Nobody knows how grilled meats entered the food chain. Like coffee, anthropologists can only guess. The following is adapted from a posting of the history of barbecue from Amazing Ribs, a site dedicated to all things grilled (by permission of the author).
Ancient man probably happened upon a cooked carcass after a forest fire and liked what they tasted. In good time, it was understood that meats tasted better held over or to the side of their cooking source. Eventually it was common practice for ancient societies to “spit roast”, or use meats suspended by wood racks above a heat source. This progressed to the Iron Age, where “gridirons” or the progenitors of grill “grates” were used in ancient Greece. It was eventually realized that smoked meats were an excellent method of preservation, like salting or drying. There have been other influences from Asia (Tandoor ovens) and Japan (Kamado urns), both ceramic cooking ovens heated by an open flame.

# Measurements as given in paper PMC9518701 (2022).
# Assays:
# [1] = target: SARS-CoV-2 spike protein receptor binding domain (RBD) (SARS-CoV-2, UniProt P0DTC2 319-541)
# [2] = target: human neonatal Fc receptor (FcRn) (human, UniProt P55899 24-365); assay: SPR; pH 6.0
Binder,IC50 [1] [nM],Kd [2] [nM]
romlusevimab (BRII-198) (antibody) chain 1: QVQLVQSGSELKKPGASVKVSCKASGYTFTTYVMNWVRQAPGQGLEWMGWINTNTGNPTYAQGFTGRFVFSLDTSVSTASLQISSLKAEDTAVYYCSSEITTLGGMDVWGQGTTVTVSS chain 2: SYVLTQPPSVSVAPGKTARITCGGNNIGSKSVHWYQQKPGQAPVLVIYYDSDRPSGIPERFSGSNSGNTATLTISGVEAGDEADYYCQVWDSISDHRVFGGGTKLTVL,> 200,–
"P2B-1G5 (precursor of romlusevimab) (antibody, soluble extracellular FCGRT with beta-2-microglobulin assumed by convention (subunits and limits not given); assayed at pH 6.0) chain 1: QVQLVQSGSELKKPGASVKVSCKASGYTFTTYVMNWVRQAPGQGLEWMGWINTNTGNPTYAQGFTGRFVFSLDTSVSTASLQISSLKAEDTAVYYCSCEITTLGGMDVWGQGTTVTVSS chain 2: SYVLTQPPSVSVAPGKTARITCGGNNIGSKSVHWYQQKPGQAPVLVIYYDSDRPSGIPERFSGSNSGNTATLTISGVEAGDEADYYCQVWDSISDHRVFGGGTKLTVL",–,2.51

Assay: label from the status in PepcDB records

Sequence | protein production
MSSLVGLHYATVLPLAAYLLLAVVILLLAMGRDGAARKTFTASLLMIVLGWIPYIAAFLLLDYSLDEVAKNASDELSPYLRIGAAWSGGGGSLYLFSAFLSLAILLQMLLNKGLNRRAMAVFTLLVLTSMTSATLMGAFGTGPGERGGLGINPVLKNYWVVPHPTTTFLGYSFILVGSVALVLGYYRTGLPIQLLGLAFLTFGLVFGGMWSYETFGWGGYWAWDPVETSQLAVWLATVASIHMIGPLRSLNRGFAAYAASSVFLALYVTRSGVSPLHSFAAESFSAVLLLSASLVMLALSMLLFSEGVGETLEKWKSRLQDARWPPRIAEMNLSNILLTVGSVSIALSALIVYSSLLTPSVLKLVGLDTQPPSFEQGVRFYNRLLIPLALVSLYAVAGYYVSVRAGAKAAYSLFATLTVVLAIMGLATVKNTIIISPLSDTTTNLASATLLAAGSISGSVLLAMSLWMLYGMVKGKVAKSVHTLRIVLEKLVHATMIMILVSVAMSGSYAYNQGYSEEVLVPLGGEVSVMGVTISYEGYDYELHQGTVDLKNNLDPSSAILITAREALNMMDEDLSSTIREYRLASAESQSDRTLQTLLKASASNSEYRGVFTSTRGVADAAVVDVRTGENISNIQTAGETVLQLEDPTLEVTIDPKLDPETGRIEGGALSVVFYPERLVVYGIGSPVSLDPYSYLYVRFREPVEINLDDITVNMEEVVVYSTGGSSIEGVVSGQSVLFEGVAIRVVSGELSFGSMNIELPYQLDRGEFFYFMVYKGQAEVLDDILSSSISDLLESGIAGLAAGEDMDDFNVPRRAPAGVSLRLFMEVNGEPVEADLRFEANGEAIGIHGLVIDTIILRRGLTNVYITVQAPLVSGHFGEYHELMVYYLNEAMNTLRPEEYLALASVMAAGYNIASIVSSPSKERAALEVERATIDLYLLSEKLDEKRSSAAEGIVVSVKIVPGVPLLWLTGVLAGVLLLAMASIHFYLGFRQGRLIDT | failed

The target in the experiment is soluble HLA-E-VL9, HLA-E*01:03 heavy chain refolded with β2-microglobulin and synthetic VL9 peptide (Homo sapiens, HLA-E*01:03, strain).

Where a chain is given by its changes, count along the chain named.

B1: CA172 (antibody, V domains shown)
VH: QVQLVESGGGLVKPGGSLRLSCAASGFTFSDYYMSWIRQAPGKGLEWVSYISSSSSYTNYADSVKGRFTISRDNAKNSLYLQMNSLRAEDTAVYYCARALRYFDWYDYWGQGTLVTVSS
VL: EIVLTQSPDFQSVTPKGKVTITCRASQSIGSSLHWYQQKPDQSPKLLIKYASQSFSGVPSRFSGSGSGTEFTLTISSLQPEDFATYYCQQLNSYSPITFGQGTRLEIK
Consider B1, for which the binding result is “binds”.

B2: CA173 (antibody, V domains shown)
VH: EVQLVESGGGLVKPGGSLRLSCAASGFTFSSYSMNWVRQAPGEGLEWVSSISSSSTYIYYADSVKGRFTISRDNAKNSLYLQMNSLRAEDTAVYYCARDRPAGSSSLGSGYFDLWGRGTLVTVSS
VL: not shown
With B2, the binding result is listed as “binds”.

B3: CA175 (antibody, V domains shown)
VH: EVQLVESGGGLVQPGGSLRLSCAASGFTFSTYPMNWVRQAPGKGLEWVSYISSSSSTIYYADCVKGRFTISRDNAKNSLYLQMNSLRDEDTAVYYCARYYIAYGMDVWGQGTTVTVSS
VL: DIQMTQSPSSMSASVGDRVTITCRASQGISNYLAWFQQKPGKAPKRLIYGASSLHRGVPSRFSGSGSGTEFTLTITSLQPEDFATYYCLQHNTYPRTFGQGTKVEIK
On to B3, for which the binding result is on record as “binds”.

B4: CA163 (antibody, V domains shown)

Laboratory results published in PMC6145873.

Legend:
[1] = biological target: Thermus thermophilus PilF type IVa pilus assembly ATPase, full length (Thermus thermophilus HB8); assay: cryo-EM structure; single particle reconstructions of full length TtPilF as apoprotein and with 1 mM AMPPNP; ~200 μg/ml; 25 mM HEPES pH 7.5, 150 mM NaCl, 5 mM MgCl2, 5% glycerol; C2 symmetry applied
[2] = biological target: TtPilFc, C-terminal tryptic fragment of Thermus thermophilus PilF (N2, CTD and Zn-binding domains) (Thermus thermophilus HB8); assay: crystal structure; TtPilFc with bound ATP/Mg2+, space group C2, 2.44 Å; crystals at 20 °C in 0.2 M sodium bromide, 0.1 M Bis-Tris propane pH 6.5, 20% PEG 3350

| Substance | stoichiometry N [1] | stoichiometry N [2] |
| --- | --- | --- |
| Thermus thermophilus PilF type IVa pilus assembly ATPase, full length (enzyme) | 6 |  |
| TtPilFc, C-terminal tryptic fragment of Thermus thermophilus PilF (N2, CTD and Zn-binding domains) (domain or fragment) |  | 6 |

In the middle ages spit roasting was widely used in Europe, but the explorations of the “New World” by Spain really brought barbecue to the United States. The introduction of pigs into the “New World” in addition to Native Indian migration brought barbecue, originally called barbacoa through a misunderstanding of Native Indian language by the Spaniards, into North America. Further colonization by the Spanish and Indians brought barbecue into the Gulf States and the lower Eastern Seaboard of the United States. Migration up the Mississippi River brought this technology northward. Smoke houses and pit barbecues started to proliferate, the latter becoming a popular social gathering in the middle to late 19th century.